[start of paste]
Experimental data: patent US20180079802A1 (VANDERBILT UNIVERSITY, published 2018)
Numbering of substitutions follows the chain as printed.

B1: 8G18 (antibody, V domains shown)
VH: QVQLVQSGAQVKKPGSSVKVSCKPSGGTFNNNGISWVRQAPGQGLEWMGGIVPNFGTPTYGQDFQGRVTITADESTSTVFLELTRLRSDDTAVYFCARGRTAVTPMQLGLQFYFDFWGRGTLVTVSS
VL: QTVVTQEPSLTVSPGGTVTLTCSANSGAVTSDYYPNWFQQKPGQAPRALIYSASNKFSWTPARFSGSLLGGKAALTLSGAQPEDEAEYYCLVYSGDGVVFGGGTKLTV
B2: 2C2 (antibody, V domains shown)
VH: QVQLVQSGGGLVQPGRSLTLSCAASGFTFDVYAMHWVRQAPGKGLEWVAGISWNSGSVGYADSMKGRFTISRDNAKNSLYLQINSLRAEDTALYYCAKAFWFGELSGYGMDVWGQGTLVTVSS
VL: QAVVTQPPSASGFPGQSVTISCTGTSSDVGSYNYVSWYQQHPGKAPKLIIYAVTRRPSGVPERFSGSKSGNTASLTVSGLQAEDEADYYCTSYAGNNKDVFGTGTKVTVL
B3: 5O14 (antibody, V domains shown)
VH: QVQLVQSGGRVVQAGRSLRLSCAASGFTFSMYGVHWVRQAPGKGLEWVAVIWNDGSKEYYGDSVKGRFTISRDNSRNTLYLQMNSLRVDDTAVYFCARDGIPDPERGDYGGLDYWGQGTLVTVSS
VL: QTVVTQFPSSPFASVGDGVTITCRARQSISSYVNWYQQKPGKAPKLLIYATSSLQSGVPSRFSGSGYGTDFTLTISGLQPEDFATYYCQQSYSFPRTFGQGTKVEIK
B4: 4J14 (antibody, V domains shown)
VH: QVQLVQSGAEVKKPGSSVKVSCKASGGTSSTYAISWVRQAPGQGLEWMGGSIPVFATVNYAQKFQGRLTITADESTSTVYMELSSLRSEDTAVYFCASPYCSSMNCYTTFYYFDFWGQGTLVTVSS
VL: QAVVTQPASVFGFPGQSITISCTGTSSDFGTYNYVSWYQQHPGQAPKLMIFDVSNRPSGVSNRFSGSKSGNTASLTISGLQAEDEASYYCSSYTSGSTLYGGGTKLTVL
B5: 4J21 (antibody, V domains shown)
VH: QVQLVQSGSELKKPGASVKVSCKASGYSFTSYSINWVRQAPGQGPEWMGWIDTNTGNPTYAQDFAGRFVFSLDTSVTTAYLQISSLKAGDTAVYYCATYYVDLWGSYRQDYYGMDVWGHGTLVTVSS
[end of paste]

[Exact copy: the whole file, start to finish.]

Experimental data: patent US20180079802A1 (VANDERBILT UNIVERSITY, published 2018)
Numbering of substitutions follows the chain as printed.

B1: 8G18 (antibody, V domains shown)
VH: QVQLVQSGAQVKKPGSSVKVSCKPSGGTFNNNGISWVRQAPGQGLEWMGGIVPNFGTPTYGQDFQGRVTITADESTSTVFLELTRLRSDDTAVYFCARGRTAVTPMQLGLQFYFDFWGRGTLVTVSS
VL: QTVVTQEPSLTVSPGGTVTLTCSANSGAVTSDYYPNWFQQKPGQAPRALIYSASNKFSWTPARFSGSLLGGKAALTLSGAQPEDEAEYYCLVYSGDGVVFGGGTKLTV
B2: 2C2 (antibody, V domains shown)
VH: QVQLVQSGGGLVQPGRSLTLSCAASGFTFDVYAMHWVRQAPGKGLEWVAGISWNSGSVGYADSMKGRFTISRDNAKNSLYLQINSLRAEDTALYYCAKAFWFGELSGYGMDVWGQGTLVTVSS
VL: QAVVTQPPSASGFPGQSVTISCTGTSSDVGSYNYVSWYQQHPGKAPKLIIYAVTRRPSGVPERFSGSKSGNTASLTVSGLQAEDEADYYCTSYAGNNKDVFGTGTKVTVL
B3: 5O14 (antibody, V domains shown)
VH: QVQLVQSGGRVVQAGRSLRLSCAASGFTFSMYGVHWVRQAPGKGLEWVAVIWNDGSKEYYGDSVKGRFTISRDNSRNTLYLQMNSLRVDDTAVYFCARDGIPDPERGDYGGLDYWGQGTLVTVSS
VL: QTVVTQFPSSPFASVGDGVTITCRARQSISSYVNWYQQKPGKAPKLLIYATSSLQSGVPSRFSGSGYGTDFTLTISGLQPEDFATYYCQQSYSFPRTFGQGTKVEIK
B4: 4J14 (antibody, V domains shown)
VH: QVQLVQSGAEVKKPGSSVKVSCKASGGTSSTYAISWVRQAPGQGLEWMGGSIPVFATVNYAQKFQGRLTITADESTSTVYMELSSLRSEDTAVYFCASPYCSSMNCYTTFYYFDFWGQGTLVTVSS
VL: QAVVTQPASVFGFPGQSITISCTGTSSDFGTYNYVSWYQQHPGQAPKLMIFDVSNRPSGVSNRFSGSKSGNTASLTISGLQAEDEASYYCSSYTSGSTLYGGGTKLTVL
B5: 4J21 (antibody, V domains shown)
VH: QVQLVQSGSELKKPGASVKVSCKASGYSFTSYSINWVRQAPGQGPEWMGWIDTNTGNPTYAQDFAGRFVFSLDTSVTTAYLQISSLKAGDTAVYYCATYYVDLWGSYRQDYYGMDVWGHGTLVTVSS